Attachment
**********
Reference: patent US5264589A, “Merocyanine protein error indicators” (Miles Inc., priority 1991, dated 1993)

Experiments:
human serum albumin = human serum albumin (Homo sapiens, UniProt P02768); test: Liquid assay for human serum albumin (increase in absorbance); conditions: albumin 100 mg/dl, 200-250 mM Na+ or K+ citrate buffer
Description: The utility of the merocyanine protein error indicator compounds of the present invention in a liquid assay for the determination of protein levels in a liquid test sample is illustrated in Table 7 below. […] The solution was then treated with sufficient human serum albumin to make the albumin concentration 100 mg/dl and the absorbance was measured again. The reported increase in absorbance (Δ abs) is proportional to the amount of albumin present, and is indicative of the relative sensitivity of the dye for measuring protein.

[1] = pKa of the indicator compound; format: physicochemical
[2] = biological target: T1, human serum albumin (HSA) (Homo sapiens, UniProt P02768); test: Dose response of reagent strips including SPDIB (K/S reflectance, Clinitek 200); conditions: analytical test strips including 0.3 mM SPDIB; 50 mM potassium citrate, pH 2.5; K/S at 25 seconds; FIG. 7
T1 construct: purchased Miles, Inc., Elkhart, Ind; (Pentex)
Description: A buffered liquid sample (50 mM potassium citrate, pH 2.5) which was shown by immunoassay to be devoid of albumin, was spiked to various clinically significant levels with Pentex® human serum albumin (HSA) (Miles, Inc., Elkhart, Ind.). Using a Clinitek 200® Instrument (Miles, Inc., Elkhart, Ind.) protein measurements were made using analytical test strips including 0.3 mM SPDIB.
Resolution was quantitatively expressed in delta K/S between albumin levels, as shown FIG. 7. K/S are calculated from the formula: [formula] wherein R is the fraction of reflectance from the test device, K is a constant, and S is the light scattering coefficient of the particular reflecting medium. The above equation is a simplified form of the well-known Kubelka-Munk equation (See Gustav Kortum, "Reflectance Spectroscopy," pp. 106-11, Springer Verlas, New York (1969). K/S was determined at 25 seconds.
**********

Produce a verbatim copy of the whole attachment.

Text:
Reference: patent US5264589A, “Merocyanine protein error indicators” (Miles Inc., priority 1991, dated 1993)

Experiments:
human serum albumin = human serum albumin (Homo sapiens, UniProt P02768); test: Liquid assay for human serum albumin (increase in absorbance); conditions: albumin 100 mg/dl, 200-250 mM Na+ or K+ citrate buffer
Description: The utility of the merocyanine protein error indicator compounds of the present invention in a liquid assay for the determination of protein levels in a liquid test sample is illustrated in Table 7 below. […] The solution was then treated with sufficient human serum albumin to make the albumin concentration 100 mg/dl and the absorbance was measured again. The reported increase in absorbance (Δ abs) is proportional to the amount of albumin present, and is indicative of the relative sensitivity of the dye for measuring protein.

[1] = pKa of the indicator compound; format: physicochemical
[2] = biological target: T1, human serum albumin (HSA) (Homo sapiens, UniProt P02768); test: Dose response of reagent strips including SPDIB (K/S reflectance, Clinitek 200); conditions: analytical test strips including 0.3 mM SPDIB; 50 mM potassium citrate, pH 2.5; K/S at 25 seconds; FIG. 7
T1 construct: purchased Miles, Inc., Elkhart, Ind; (Pentex)
Description: A buffered liquid sample (50 mM potassium citrate, pH 2.5) which was shown by immunoassay to be devoid of albumin, was spiked to various clinically significant levels with Pentex® human serum albumin (HSA) (Miles, Inc., Elkhart, Ind.). Using a Clinitek 200® Instrument (Miles, Inc., Elkhart, Ind.) protein measurements were made using analytical test strips including 0.3 mM SPDIB.
Resolution was quantitatively expressed in delta K/S between albumin levels, as shown FIG. 7. K/S are calculated from the formula: [formula] wherein R is the fraction of reflectance from the test device, K is a constant, and S is the light scattering coefficient of the particular reflecting medium. The above equation is a simplified form of the well-known Kubelka-Munk equation (See Gustav Kortum, "Reflectance Spectroscopy," pp. 106-11, Springer Verlas, New York (1969). K/S was determined at 25 seconds.